The trouble is, fresh elections take a lot of time. And they may not even solve the problem. If it comes to that, fresh elections would probably take place in late January or early February. If current polls are anything to go by, the new election would leave the same parties in the same predicament they are in right now—unable to form a government.
Spiegel Online concluded a piece on the collapsed negotiations with, “Sunday night, in short, was a loss for everyone. And for Germany.”
But the news media—the news media that failed to see this coming—still fails to see what is at stake here. Perhaps Politico sees it best, writing: “The failure means Germany is unlikely to have a stable government for months, hobbling Berlin’s ability to make pressing strategic decisions on everything from foreign policy to eurozone reform. With Europe facing a host of serious challenges, including disputes over the rule of law in Poland and Hungary and Brexit, the political instability in the EU’s largest country could hardly have come at a worse moment.”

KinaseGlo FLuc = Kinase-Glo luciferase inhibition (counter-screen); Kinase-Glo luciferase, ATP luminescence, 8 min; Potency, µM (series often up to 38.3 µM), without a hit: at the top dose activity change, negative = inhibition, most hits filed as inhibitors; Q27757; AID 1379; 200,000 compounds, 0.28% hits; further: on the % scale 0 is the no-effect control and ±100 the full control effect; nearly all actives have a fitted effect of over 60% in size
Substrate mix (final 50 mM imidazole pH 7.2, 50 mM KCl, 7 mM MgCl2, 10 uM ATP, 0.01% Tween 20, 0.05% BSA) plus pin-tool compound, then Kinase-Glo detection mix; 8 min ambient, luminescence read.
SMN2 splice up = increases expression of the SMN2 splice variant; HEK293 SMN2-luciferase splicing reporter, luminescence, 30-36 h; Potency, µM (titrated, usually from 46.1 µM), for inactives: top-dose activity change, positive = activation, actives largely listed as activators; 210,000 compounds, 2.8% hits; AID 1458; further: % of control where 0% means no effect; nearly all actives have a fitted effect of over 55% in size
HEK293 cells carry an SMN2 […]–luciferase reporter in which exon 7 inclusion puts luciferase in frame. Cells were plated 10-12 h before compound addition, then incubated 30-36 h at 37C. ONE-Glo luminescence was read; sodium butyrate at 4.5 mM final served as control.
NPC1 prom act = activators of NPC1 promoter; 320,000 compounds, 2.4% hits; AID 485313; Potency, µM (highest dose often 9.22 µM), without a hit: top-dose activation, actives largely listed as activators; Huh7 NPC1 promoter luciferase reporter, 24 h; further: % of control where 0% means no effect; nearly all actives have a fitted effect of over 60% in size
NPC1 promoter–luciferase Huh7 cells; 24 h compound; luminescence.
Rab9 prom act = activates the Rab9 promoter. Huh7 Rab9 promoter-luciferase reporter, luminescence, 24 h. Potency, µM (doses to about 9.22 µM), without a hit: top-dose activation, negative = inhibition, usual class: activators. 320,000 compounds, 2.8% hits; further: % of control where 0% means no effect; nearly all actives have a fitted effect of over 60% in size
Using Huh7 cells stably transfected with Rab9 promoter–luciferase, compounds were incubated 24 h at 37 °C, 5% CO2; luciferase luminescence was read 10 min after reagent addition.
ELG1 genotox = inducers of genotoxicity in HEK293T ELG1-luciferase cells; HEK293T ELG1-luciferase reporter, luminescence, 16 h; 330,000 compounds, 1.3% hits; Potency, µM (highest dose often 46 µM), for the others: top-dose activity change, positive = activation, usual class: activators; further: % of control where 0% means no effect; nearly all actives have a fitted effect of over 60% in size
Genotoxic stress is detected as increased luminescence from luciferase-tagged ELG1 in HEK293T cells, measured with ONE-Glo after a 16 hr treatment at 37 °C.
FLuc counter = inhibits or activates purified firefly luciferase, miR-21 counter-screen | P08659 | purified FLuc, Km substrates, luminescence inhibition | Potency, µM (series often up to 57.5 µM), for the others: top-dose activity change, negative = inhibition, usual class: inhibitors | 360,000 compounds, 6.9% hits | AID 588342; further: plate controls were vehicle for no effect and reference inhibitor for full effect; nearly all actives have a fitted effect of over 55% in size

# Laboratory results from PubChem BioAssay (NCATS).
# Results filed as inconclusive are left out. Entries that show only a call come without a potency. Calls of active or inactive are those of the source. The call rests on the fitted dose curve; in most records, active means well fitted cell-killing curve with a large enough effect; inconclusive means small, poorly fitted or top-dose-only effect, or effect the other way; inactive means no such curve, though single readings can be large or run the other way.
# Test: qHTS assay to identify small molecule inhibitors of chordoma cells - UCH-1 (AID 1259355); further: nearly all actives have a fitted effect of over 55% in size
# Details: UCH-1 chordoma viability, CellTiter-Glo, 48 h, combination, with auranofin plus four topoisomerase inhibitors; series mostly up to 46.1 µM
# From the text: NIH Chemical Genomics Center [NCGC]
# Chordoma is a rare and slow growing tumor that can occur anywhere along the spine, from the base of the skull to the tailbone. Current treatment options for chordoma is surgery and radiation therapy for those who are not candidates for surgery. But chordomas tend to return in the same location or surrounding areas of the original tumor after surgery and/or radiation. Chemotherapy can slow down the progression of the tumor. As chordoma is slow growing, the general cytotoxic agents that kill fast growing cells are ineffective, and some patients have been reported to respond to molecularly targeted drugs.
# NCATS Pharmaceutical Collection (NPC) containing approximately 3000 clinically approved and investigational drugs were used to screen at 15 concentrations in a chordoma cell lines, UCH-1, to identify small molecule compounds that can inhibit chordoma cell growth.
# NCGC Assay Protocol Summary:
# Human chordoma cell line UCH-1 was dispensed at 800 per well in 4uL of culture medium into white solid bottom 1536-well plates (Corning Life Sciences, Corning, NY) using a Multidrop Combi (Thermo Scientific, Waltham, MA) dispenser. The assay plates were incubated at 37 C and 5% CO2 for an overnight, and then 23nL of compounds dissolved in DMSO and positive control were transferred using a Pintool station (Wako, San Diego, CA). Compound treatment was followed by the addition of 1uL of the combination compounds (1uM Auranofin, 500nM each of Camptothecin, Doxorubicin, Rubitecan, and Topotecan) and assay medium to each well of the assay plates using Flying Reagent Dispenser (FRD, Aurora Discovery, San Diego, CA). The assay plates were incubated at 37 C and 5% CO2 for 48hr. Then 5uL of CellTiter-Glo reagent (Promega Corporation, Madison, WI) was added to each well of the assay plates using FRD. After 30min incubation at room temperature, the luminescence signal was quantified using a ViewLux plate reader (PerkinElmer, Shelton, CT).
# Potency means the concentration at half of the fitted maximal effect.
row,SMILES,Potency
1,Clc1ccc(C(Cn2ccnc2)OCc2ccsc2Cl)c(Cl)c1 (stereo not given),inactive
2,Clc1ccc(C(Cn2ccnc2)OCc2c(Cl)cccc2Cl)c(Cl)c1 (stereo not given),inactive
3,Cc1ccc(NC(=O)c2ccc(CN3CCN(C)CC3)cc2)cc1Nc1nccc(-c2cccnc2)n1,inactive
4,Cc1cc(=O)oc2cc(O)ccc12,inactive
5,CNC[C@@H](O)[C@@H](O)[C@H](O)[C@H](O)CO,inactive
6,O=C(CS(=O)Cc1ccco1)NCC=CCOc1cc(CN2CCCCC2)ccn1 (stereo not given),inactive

They’re right, but it still doesn’t capture the scale of what is happening in Germany right now. Germany is the rock of stability for all of Europe, and now it too is shaking.
Managing editor for theTrumpet.com Brad Macdonald summed it up last year: